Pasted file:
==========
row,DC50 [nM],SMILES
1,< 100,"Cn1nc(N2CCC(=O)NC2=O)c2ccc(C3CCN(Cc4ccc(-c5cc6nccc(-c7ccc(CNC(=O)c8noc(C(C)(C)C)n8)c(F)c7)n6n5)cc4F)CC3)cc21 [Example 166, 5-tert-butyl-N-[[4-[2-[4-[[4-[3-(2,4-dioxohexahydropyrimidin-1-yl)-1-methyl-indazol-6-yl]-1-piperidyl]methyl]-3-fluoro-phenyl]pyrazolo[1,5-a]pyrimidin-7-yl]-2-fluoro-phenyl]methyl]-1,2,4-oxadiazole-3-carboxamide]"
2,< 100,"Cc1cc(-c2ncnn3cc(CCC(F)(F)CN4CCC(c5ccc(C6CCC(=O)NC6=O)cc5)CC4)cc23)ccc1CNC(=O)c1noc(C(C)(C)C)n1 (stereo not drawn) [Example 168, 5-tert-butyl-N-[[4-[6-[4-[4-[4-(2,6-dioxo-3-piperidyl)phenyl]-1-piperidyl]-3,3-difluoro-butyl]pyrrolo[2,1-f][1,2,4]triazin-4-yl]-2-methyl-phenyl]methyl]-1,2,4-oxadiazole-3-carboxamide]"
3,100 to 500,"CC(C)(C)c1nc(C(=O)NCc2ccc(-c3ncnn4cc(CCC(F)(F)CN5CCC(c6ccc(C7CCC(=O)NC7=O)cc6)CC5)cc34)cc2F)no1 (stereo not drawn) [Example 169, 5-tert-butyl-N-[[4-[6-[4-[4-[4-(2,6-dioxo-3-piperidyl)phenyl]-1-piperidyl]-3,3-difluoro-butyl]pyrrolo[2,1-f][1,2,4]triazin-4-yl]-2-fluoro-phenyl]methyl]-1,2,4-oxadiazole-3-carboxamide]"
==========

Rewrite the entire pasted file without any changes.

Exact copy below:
row,DC50 [nM],SMILES
1,< 100,"Cn1nc(N2CCC(=O)NC2=O)c2ccc(C3CCN(Cc4ccc(-c5cc6nccc(-c7ccc(CNC(=O)c8noc(C(C)(C)C)n8)c(F)c7)n6n5)cc4F)CC3)cc21 [Example 166, 5-tert-butyl-N-[[4-[2-[4-[[4-[3-(2,4-dioxohexahydropyrimidin-1-yl)-1-methyl-indazol-6-yl]-1-piperidyl]methyl]-3-fluoro-phenyl]pyrazolo[1,5-a]pyrimidin-7-yl]-2-fluoro-phenyl]methyl]-1,2,4-oxadiazole-3-carboxamide]"
2,< 100,"Cc1cc(-c2ncnn3cc(CCC(F)(F)CN4CCC(c5ccc(C6CCC(=O)NC6=O)cc5)CC4)cc23)ccc1CNC(=O)c1noc(C(C)(C)C)n1 (stereo not drawn) [Example 168, 5-tert-butyl-N-[[4-[6-[4-[4-[4-(2,6-dioxo-3-piperidyl)phenyl]-1-piperidyl]-3,3-difluoro-butyl]pyrrolo[2,1-f][1,2,4]triazin-4-yl]-2-methyl-phenyl]methyl]-1,2,4-oxadiazole-3-carboxamide]"
3,100 to 500,"CC(C)(C)c1nc(C(=O)NCc2ccc(-c3ncnn4cc(CCC(F)(F)CN5CCC(c6ccc(C7CCC(=O)NC7=O)cc6)CC5)cc34)cc2F)no1 (stereo not drawn) [Example 169, 5-tert-butyl-N-[[4-[6-[4-[4-[4-(2,6-dioxo-3-piperidyl)phenyl]-1-piperidyl]-3,3-difluoro-butyl]pyrrolo[2,1-f][1,2,4]triazin-4-yl]-2-fluoro-phenyl]methyl]-1,2,4-oxadiazole-3-carboxamide]"